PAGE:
The trouble with the seemingly bottomless pleas for more armaments for Ukraine is that with them a viable end to the war falls ever further out of reach. Though many American foreign-policy analysts and pundits believe the only acceptable outcome of the war is full freedom for Ukraine and a total repulsion of Russian forces, this remains highly unlikely and may put the world in further danger. That is Kissinger’s contention, and it’s one that must be heeded. If the American-backed military gains for Ukraine are fleeting and merely increase the odds of a more ruinous collision between NATO and Russia, should Ukraine keep receiving American missiles? This is the dilemma both Kissinger and Chomsky confront. The economic shocks of the war cannot be dismissed any longer. Skyrocketing energy prices across the globe are destabilizing for affluent and precarious nations alike. Mass starvation looms — Russia is trapping 20 million tons of grain in Ukraine, which has been one of the world’s great breadbaskets. Ordinarily, Russia and Ukraine account for one-quarter of the grain traded internationally. Even before the war, strains on the global food supply were emerging with the pandemic and ongoing droughts in North America and the Horn of Africa. Wheat prices are now surging.

And there is the faint possibility, always to be taken seriously, of nuclear conflict. Kissinger is one of a vanishing number of men who worked in American government when nuclear war was a much-discussed existential threat to be averted at all costs. Russia is an enormous country that is going to play a role in global affairs for the rest of this century, just as it did in the past one. This fact cannot be hand-waved away, nor can the reality that Russia has stockpiled more nuclear weapons than any other nation in the world. Putin’s Russia is more unsettling than the Soviet Union because it is far weaker and dominated by fewer men; it simply has less to lose. As in the defeated Germany after the First World War, grievance culture might take hold, this time in a nation with enough nuclear warheads pointed outward to annihilate every large city on Earth. Russian military doctrine envisions using tactical nuclear weapons defensively to turn the tide in a losing war. The total rout of Russia that Ukraine wishes for could return the U.S. and the rest of the West to the darkest hours of the Cuban missile crisis 60 years ago.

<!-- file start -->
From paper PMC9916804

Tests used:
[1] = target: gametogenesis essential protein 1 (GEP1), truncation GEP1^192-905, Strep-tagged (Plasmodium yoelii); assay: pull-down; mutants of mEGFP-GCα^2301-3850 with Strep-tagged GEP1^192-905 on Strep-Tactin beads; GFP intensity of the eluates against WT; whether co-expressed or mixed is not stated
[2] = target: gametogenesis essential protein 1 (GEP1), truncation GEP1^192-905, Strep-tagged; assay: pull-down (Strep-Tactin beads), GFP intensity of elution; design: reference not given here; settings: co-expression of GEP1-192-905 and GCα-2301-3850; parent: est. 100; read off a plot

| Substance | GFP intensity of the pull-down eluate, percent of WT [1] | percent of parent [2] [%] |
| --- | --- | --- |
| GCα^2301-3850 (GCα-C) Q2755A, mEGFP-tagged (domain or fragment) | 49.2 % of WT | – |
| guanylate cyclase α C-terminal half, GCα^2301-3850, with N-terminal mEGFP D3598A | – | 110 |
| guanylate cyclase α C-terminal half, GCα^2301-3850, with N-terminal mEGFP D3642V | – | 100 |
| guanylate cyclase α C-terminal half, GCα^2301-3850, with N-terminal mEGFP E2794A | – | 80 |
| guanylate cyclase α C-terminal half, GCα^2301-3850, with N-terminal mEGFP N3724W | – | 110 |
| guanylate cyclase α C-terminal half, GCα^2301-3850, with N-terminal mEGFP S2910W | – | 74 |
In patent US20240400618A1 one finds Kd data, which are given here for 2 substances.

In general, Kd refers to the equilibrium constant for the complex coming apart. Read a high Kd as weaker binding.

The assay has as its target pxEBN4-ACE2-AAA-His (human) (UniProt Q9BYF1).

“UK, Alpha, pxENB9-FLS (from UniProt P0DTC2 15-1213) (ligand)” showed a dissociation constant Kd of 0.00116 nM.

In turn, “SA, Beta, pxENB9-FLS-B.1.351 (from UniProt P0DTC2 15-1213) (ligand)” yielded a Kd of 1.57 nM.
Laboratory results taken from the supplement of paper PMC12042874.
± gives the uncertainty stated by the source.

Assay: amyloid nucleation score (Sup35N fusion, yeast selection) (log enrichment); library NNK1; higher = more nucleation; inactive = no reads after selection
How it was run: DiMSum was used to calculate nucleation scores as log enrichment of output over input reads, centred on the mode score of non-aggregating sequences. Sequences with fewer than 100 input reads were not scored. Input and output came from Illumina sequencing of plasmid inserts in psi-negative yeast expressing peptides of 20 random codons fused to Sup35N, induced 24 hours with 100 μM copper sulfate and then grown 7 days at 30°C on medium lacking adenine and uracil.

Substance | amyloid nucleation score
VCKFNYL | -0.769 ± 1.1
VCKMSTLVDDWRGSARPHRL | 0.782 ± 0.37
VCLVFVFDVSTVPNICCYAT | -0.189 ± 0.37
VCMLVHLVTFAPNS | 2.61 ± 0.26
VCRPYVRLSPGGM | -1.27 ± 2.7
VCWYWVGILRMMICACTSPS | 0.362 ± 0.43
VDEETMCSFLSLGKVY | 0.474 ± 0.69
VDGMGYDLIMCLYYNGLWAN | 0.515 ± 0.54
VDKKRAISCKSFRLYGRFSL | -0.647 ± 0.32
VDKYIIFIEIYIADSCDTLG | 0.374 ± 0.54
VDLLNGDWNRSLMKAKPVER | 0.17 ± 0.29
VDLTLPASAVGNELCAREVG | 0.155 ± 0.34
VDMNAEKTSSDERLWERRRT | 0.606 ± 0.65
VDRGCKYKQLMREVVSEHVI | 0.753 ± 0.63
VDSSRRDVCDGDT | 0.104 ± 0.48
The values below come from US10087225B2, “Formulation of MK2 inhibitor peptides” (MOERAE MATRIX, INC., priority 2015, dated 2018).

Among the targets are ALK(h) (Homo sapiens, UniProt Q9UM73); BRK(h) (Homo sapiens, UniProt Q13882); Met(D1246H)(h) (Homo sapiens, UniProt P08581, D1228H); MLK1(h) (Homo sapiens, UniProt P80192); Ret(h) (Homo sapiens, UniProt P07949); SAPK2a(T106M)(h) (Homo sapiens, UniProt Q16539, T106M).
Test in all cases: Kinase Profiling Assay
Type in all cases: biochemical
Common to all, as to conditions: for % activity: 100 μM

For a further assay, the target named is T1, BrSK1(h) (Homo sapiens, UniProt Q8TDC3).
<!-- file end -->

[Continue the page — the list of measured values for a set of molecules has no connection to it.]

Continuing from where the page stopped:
Chomsky and Kissinger’s detractors, who suggest it is wrongheaded or even immoral for Americans to ask for a ceasefire that does not grant every Ukrainian demand, are increasingly detached from the burning world in front of them. Tens of billions in American arms mean Americans should and will have a say in Ukraine’s future, along with Europe. Lloyd Austin, Biden’s secretary of defense and a budding crackpot realist, has tipped his hand that he views the war in Ukraine as a proxy war against Russia, and if indeed he wants this to continue, he should be prepared for the loss of much more life.

There is no moral or singularly satisfying approach to ending Russia’s invasion of Ukraine. The severe economic sanctions the West has imposed on Russia have yet to change Putin’s behavior and seem to be incentivizing his turn toward China. A collapsing Russian economy does not mean peace for the rest of the world. For now, it has led to further instability with the dark promise of something worse.

As the journalist Anatol Lieven has argued, it is time for America and Europe to celebrate Ukraine’s resistance and broker a peace agreement that both limits Russia’s ambitions and, crucially, permits Putin to save face. Few Western pundits, for now at least, can concede it is necessary to allow Russia to extract any degree of victory in the wake of Putin’s savagery. But foreign policy conducted among nuclear powers cannot be Manichaean. Ceding the Donbas to Russia is, in reality, a minor concession to Putin — it is partially Russia-controlled already — that would also potentially allow him to exit the war, since all authoritarian rulers are deeply sensitive to the perception at home that their military conquests are unsuccessful. Ukraine, as has been discussed before, can pledge never to join NATO. In turn, Ukraine will maintain its sovereignty, can stop sacrificing its soldiers and civilians, and will be able to further integrate, culturally and economically, into Europe. Hawks will misconstrue this as appeasement and tirelessly invoke Neville Chamberlain, as if all modern foreign policy were an exact repetition of a war fought 80 years ago. Nazi Germany conquered France in a matter of weeks; Putin’s Russia cannot even get close to Odesa.

American hawks, if they choose, can declare a partial victory. They can credit their support for Ukraine’s military as the reason why such a peace was secured, even if an agreement could have been reached sooner without as much bloodshed. The endgame of the war must be a negotiated settlement, and, yes, it will be up to the U.S. to broker one. The sooner the Biden administration and its European allies move to aggressively bring Moscow and Kyiv to the table, in spite of those like the U.K.’s Johnson who would rather scuttle such talks, the sooner the slaughter can end. Diplomacy is not appeasement. It is the only way out.

The War in Ukraine Can Be Over If the U.S. Wants It